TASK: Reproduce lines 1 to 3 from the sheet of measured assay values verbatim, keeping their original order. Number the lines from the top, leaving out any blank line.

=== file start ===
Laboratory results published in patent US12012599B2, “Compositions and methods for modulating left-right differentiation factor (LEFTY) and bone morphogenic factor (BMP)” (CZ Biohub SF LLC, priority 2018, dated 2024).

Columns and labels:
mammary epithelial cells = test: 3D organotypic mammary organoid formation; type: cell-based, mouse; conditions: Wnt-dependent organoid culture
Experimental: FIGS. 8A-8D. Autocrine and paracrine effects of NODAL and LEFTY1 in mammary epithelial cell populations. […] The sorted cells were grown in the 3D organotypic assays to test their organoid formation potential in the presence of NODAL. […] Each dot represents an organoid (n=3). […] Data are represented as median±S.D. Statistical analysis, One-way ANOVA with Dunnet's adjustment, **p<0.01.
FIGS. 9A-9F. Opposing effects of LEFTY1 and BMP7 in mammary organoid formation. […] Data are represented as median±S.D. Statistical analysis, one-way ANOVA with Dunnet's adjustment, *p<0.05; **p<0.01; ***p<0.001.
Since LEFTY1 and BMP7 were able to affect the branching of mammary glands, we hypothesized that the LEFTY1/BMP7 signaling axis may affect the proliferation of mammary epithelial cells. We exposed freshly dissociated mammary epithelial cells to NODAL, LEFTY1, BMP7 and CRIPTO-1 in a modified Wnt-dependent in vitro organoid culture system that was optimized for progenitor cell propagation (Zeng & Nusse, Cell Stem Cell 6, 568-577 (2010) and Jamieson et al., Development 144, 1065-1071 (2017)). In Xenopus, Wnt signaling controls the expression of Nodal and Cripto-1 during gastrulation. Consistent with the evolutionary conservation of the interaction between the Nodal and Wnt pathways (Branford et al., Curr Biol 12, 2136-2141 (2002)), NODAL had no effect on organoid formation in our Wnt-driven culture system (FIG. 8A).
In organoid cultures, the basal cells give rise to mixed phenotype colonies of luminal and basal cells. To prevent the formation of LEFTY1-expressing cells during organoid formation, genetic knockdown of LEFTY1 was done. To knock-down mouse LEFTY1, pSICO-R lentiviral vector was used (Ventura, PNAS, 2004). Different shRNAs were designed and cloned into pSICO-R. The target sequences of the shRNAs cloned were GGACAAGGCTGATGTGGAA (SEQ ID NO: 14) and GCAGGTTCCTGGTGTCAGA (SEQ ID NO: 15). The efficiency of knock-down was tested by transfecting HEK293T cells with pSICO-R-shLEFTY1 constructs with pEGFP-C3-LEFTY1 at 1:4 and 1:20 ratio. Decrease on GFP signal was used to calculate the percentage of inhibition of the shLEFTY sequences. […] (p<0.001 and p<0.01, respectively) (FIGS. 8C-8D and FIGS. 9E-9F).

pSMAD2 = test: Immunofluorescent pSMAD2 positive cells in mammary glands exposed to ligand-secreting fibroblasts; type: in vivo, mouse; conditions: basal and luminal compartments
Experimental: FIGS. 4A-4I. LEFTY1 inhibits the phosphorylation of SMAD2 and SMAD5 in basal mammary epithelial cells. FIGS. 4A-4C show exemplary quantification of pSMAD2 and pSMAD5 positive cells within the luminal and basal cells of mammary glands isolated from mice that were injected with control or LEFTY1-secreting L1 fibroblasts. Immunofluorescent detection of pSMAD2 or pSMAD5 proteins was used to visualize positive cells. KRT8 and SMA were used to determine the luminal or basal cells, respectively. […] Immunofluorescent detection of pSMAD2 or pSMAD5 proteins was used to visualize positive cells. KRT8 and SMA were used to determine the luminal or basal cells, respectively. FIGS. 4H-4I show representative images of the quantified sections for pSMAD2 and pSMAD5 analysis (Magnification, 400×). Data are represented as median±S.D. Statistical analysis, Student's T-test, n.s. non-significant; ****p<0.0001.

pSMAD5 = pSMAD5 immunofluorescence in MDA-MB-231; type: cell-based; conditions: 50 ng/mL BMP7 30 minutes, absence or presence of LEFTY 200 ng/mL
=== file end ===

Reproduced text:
Laboratory results published in patent US12012599B2, “Compositions and methods for modulating left-right differentiation factor (LEFTY) and bone morphogenic factor (BMP)” (CZ Biohub SF LLC, priority 2018, dated 2024).

Columns and labels:
mammary epithelial cells = test: 3D organotypic mammary organoid formation; type: cell-based, mouse; conditions: Wnt-dependent organoid culture